[squeak-dev] Re: dynamic state?
siguctua at gmail.com
Tue Mar 23 17:56:39 UTC 2010
On 23 March 2010 19:16, Andreas Raab <andreas.raab at gmx.de> wrote:
> On 3/23/2010 9:49 AM, Chris Muller wrote:
>> Hi Igor, I was interested by your suggestion in this message:
>> I thought it sounded neat because it would seem to bring "dynamic
>> state" to objects. Objects wouldn't have to rely on instVars defined
>> in classes to extend state, all while providing logical solutions to
>> some of the issues like immutability and 12-bit identity-hashes.. Is
>> it a good idea?
> It's an interesting thought, but I'll make a few observations: First, the
> usage with traits seems odd. For traits you have an explicit composition
> step already, the step can compute required state and add that to the class
> in question. So the original motivation is a bit off.
About traits, it was just an example, how new object format could be
used in combination with them.
If you going to add state to traits explicitly, then you will need to
change the trait definition format (to include used ivars etc),
as well as design schemes to handle name conflicts. =>> more complexity.
But named slots don't require from traits to change anything in that
way. Traits will still stay to be a simple
set of methods without any additional formal specs/rules.
> Secondly, I think that because traits don't need 'em, the slots should be
> like any other indexed slots, and should have a global meaning (such as slot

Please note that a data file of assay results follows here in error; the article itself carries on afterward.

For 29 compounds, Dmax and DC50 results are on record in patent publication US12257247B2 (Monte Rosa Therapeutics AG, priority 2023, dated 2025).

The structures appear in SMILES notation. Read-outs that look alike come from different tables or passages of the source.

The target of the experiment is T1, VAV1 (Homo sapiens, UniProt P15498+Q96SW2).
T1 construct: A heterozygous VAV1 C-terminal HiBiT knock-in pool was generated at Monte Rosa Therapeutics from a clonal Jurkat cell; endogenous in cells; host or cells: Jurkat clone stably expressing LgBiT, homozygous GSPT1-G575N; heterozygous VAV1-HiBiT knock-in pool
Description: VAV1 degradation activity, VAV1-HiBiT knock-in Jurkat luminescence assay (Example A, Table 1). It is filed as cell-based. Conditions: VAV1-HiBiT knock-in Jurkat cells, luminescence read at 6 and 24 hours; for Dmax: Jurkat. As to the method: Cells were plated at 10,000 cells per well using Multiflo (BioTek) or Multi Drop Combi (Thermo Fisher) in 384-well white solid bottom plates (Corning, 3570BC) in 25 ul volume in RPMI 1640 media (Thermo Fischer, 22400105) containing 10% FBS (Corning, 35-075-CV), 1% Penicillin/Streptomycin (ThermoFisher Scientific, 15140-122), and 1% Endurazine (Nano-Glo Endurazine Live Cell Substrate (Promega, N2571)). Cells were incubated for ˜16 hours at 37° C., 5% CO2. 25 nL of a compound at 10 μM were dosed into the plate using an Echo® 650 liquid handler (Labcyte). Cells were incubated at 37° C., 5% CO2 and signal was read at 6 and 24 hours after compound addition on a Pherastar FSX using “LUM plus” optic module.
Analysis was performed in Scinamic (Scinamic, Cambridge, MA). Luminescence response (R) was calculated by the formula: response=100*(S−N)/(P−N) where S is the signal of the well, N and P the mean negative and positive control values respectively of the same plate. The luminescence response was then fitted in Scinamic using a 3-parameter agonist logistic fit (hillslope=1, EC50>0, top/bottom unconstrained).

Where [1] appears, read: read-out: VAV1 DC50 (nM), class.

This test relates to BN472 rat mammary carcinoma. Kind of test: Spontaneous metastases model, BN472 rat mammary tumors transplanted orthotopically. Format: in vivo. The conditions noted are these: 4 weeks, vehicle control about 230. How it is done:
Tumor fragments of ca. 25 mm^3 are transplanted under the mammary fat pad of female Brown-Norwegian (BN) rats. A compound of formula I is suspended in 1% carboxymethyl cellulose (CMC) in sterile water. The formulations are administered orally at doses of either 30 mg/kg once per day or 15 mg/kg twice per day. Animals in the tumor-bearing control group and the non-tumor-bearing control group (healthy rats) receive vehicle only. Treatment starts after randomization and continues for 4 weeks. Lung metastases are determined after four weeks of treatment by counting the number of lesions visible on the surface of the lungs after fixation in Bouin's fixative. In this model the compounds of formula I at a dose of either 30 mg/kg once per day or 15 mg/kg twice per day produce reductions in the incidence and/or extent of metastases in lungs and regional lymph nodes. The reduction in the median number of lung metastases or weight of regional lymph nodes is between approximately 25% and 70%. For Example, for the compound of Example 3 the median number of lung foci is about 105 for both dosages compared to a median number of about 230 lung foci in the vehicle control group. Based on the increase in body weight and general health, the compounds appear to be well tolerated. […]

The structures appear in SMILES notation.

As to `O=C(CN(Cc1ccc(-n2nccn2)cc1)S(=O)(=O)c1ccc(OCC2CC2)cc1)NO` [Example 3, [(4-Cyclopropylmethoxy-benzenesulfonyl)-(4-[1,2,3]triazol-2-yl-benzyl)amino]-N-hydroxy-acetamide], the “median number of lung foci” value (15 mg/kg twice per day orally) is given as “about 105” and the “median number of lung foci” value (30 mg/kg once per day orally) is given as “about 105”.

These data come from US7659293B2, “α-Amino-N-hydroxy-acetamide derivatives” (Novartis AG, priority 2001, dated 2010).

> 1 is identity hash). Of course, then you can just go one additional step and
> say that one such slot is the class slot. That gives us two known slots that
> we'd like to have in any object (class and hash), I'd add a third one: a
> generic dictionary of properties so that you don't need to add external
> registries to hold onto associations between instances and properties and
> the associated GC issues (ephemerons).
Yes. In general , this is a way to attach additional state to any
object (or to subset) in system.
Btw, identity hash is one of the cases, where you want to support this
but don't need to make it mandatory, because for objects which not
used in hash-based collections,
this property is redundant.
So, initially , a generic object could be created without identity
hash slot, which is then added
dynamically, once identity hash requested.
But some objects could pre-allocate slots upon creation. For instance
- Symbols could be initially created with identity hash slot,
with value set to the hash of its string value.
> And of course, if you don't have high performance requirements, you could
> use just a single bit to indicate that the object has additional properties
> and use the properties dictionary to store all additional state.
if by 'properties dictionary' you mean storing it in an extra object -
then it is different to what i proposed.
In format , which i proposing, a dictionary of key/value pairs is held
within an object (it is not accessible as a separate object from
a set of named slots.
> In short, I kind of like the idea for designing a fairly compact but
> extensible object format. It would mean some major restructuring of the
> object format but it's worth thinking through it to find out what other
> issues this could help with even if implemented differently.
> - Andreas
Igor Stasenko AKA sig.
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